The majority of people shopping for an iPad Air are probably not concerned with Apple's vision for the future of computing and whether or not iOS and an iPad can replace a traditional laptop. Chances are they want a device that's light, fast and well-built; the Air checks all those boxes. And it's great for all the usual iPad things: web browsing, sending messages and emails, watching videos and streaming music, and running whatever apps and games from the App Store your heart desires. The iPad Air handled all of that easily, and I was also able to do plenty of "real work" with it as well (I wrote this whole review on the Air). As with all other iPads, battery life was excellent -- I got more than 11 hours of screen-on time before needing to charge. And it'll run forthcoming iOS releases for years to come. Chances are good it'll get more capable as Apple continues to refine the software experience.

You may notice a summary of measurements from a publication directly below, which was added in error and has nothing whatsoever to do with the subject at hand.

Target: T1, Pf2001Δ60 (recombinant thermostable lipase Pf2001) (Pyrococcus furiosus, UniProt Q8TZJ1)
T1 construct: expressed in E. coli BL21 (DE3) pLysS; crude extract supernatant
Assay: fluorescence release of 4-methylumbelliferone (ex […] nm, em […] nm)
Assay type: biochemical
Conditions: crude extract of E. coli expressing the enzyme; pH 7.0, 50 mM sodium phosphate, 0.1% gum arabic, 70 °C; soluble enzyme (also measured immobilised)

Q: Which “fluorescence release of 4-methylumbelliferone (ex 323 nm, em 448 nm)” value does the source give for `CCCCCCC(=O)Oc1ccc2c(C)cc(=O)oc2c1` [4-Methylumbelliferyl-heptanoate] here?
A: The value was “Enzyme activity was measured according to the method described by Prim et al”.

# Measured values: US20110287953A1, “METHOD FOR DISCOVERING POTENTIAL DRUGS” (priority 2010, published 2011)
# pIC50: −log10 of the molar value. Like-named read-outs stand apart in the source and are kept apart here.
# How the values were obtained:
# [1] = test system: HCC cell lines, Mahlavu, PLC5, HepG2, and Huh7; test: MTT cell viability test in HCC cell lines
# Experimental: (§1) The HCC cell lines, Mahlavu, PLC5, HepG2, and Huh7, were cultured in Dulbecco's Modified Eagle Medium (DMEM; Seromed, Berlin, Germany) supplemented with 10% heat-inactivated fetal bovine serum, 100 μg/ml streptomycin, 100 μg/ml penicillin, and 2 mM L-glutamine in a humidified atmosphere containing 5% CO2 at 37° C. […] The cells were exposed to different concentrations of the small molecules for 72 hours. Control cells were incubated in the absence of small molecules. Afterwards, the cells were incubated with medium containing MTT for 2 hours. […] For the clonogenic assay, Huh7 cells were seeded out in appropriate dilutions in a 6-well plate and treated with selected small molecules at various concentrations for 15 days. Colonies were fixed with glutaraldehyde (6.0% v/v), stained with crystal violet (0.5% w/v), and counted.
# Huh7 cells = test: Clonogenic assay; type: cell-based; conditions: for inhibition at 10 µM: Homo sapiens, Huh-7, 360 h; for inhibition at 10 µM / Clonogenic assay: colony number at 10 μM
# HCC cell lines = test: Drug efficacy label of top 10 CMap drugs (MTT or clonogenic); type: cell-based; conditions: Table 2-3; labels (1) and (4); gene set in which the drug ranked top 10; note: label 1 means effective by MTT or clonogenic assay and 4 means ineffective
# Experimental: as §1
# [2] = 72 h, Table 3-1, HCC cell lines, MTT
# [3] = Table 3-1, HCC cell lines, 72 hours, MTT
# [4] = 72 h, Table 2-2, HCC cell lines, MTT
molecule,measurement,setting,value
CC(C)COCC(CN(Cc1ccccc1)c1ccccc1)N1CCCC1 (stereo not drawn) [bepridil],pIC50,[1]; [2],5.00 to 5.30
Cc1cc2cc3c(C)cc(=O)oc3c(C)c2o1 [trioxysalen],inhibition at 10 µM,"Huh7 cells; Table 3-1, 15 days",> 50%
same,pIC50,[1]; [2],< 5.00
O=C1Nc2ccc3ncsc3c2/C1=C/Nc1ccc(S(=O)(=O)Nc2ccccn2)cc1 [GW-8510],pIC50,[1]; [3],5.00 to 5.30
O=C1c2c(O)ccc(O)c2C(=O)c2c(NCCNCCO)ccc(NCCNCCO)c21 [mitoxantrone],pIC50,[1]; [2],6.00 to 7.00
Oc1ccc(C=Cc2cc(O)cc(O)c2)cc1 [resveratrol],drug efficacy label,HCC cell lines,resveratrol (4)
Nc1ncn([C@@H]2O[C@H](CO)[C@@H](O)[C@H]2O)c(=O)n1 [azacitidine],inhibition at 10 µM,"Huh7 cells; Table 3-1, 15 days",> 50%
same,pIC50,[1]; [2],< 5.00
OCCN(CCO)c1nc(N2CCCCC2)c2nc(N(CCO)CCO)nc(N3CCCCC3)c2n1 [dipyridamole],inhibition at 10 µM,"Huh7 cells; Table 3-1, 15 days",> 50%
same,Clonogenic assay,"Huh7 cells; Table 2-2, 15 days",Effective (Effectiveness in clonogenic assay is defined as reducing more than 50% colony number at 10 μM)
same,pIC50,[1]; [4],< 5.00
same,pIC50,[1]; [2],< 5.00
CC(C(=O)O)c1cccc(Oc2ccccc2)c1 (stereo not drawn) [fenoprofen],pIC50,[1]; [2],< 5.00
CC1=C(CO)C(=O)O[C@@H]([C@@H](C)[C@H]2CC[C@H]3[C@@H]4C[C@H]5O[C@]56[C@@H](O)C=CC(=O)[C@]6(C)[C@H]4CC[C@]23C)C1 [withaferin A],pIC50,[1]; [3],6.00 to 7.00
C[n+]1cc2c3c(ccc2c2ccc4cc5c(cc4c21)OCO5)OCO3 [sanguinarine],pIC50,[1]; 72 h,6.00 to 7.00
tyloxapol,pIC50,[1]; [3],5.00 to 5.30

After a week with the iPad Air, I'm convinced it's the best iPad for most people. It offers clear and significant benefits over the standard iPad, including double the storage, a much better screen and support for the smart keyboard -- while still being affordable. The iPad Pro is a stunning piece of hardware that is simply too expensive for a lot of potential buyers. The iPad Air, on the other hand, nimbly toes the line between Apple's basic tablet and the Pro lineup. If the iPad Pro is Apple's vision for the future of computing, the iPad Air is a device meant for right now, with a price point and feature set that'll make almost anyone happy. It's the Goldilocks iPad: just right.